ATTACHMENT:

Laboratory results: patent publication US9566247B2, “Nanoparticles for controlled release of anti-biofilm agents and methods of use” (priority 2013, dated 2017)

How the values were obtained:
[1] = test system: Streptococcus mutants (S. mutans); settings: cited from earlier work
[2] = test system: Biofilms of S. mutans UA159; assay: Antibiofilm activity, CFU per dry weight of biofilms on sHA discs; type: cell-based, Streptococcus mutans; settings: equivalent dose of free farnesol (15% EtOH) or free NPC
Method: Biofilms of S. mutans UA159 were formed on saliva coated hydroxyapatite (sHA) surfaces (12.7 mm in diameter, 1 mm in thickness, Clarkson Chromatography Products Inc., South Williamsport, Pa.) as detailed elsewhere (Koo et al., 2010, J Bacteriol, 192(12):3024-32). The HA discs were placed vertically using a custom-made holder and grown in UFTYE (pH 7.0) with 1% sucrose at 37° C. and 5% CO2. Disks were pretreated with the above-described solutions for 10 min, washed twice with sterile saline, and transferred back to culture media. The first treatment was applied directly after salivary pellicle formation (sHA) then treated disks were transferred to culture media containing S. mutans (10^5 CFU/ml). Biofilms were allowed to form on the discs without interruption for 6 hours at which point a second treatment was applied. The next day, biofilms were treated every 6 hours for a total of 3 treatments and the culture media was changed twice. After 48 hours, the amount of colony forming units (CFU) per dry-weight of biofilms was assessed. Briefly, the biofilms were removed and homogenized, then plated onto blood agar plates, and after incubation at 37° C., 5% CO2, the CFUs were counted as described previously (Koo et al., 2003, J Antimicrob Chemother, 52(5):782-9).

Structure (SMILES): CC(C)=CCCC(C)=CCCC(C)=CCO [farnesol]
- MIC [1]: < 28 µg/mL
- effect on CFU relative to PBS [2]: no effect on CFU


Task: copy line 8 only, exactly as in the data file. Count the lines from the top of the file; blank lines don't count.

- effect on CFU relative to PBS [2]: no effect on CFU